Mapped: What Global Cyberwar Looks Like in Real Time
On Monday, Google rolled out three new initiatives to ensure the openness of the Internet and access to the service — even in the face of government crackdowns on the web. One of those tools is a proxy plug-in — creatively titled uProxy — that uses a peer-to-peer system to create secure Internet connections. By ...
On Monday, Google rolled out three new initiatives to ensure the openness of the Internet and access to the service — even in the face of government crackdowns on the web.
One of those tools is a proxy plug-in — creatively titled uProxy — that uses a peer-to-peer system to create secure Internet connections. By linking a user in, say, China with her trusted friend in the United States, the browser plug-in allows the user in China to access her American friend’s Internet via an encrypted connection that should, in theory, allow her to bypass the Great Firewall.
Another tool, Project Shield, promises to protect human rights organizations and NGOs from so-called DDoS attacks, which take down a website by directing a flood of traffic toward it and overwhelming it or rendering it unusable. DDoS attacks have become the preferred method for knocking out a pesky, unwanted site, and while big sites like Google are able to protect themselves from such attacks, independent groups, including media organizations and election monitors, frequently find themselves unable to fight back when targeted. "If you think about all of the organizations around the world that use a website as their modern-day office — NGOs, businesses, governments — it’s not OK to have this many digital office raids shutting them down," Jared Cohen, the director of Google Ideas, told Time in an interview.
The last project rolled out this week is something called the Digital Attack Map, which is embedded at the top of this post. It’s a fascinating, interactive map that monitors DDoS attacks around the world — an effort Google hopes will raise awareness about the problem. The map, which draws on data collected by the network security firm Arbor Networks, provides a nifty visualization of an issue that’s been in the headlines constantly over the last year or so.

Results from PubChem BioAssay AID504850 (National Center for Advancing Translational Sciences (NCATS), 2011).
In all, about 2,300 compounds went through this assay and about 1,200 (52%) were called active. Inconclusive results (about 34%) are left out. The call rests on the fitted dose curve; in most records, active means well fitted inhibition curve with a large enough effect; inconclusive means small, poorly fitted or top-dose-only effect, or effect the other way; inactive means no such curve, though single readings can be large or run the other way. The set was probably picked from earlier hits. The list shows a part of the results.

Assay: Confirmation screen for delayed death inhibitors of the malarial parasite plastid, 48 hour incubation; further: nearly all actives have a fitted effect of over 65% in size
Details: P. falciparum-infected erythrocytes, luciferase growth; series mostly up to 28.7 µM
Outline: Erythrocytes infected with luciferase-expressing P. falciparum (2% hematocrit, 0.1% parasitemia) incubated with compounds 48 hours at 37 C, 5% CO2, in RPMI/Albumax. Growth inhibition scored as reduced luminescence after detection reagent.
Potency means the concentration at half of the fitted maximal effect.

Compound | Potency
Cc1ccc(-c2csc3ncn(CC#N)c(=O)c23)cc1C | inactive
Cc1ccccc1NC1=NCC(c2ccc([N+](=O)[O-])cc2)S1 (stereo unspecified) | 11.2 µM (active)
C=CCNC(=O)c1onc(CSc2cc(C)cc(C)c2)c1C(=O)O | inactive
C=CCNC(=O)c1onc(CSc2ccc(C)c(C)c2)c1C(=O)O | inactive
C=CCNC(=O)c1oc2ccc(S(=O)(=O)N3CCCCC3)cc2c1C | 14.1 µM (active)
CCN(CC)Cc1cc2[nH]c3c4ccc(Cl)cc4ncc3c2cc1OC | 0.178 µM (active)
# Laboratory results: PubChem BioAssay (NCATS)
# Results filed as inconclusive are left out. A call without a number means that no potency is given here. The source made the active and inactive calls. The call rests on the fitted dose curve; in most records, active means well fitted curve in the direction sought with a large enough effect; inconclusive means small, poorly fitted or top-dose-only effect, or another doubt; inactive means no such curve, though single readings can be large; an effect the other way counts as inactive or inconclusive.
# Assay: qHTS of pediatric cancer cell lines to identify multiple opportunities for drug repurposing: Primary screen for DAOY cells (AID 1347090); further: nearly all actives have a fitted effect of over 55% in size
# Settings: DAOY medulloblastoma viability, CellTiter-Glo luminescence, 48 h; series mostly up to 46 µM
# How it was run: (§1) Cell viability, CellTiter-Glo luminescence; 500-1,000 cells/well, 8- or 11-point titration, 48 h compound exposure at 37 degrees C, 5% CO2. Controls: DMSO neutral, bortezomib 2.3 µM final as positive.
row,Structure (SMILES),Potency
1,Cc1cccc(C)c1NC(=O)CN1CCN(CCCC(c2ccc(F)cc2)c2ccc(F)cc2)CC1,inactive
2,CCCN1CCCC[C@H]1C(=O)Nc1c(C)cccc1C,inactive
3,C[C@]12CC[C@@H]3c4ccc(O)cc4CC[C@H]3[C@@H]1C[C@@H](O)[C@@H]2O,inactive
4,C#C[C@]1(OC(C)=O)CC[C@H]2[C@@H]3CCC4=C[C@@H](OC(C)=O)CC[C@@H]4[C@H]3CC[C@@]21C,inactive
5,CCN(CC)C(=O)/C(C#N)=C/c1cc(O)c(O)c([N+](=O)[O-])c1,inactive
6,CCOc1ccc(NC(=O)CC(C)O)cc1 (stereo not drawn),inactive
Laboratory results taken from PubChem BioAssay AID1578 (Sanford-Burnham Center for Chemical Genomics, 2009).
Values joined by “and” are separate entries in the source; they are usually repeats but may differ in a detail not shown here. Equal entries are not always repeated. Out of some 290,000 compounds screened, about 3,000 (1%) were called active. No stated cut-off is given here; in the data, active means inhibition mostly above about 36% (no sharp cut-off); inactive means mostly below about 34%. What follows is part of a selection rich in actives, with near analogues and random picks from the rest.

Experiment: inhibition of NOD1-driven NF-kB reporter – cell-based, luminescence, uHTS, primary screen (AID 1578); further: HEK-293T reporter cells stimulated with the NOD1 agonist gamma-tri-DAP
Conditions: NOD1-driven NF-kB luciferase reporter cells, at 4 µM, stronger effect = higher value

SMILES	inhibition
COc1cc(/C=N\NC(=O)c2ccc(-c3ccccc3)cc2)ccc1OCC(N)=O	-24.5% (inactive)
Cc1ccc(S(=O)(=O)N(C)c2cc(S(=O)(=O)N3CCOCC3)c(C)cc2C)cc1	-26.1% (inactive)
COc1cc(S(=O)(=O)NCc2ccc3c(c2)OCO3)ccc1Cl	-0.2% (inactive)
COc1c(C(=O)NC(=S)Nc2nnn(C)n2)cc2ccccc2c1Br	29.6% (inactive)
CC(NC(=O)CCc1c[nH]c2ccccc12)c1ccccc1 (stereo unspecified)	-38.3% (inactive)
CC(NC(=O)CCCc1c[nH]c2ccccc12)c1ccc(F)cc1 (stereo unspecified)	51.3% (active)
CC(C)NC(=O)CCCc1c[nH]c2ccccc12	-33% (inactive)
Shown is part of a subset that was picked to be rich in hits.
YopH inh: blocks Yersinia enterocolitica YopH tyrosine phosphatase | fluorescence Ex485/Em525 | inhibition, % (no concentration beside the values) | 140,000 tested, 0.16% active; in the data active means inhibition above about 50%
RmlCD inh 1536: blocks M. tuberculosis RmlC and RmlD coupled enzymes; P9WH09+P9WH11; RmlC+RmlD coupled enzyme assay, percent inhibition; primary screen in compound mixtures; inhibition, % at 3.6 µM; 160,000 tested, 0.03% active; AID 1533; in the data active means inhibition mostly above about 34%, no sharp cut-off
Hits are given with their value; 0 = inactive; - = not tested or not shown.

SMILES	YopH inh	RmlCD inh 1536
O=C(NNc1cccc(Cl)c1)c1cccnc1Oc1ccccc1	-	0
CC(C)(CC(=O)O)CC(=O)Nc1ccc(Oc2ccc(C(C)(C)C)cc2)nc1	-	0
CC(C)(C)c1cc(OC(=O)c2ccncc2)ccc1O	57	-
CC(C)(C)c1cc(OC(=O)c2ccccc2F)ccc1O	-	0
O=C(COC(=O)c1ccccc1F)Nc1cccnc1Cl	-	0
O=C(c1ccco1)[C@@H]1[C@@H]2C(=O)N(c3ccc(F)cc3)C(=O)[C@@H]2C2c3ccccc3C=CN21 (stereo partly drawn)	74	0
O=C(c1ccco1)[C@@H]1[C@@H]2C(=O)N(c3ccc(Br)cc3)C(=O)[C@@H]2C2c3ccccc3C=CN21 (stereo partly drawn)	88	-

The result is the first real visualization of what cyberwar looks like in real time. So what can we learn from the effort? Here are some incidents that jump out in playing around with the map.
The map below provides a snapshot of Aug. 27, when a portion of Chinese .cn domains were knocked offline. Chinese authorities described the hack as the largest cyberattack in the country’s history without pointing fingers at any particular party, and below you can see where the attacks originated. Attacks whose origin and destination are both known are depicted as an arc between the two countries, with the data traveling from source to victim. Attacks whose origins are unknown but whose victims are clear are depicted as a downward flow into the victim country. As you can see, the attack that took out the .cn domain came from both the United States and the Netherlands (keep in mind: there are several ways for attackers to obscure their location and make it appear as if attacks are originating in different countries).
On June 25, the 63rd anniversary of the start of the Korean War, South Korea was struck by a cyberattack by the DarkSeoul gang, which has been linked to North Korea and is believed to work on its behalf. The attack shut down major media and government websites and represented a high-profile flare-up in ongoing tensions on the Korean Peninsula. That attack is visualized on the map below, and what’s striking is that a targeted attack in South Korea was able to take down a series of prominent websites while using relatively little bandwidth. Measured by bandwidth, the attack on South Korea was smaller than that day’s attacks on the United States by several magnitudes.
Below, the Digital Attack Map visualizes part of a massive six-day attack on the United States, during which, among other things, hackers targeted U.S. banks. It’s notable for the incredible bandwidth used, which was far larger than that in a typical attack.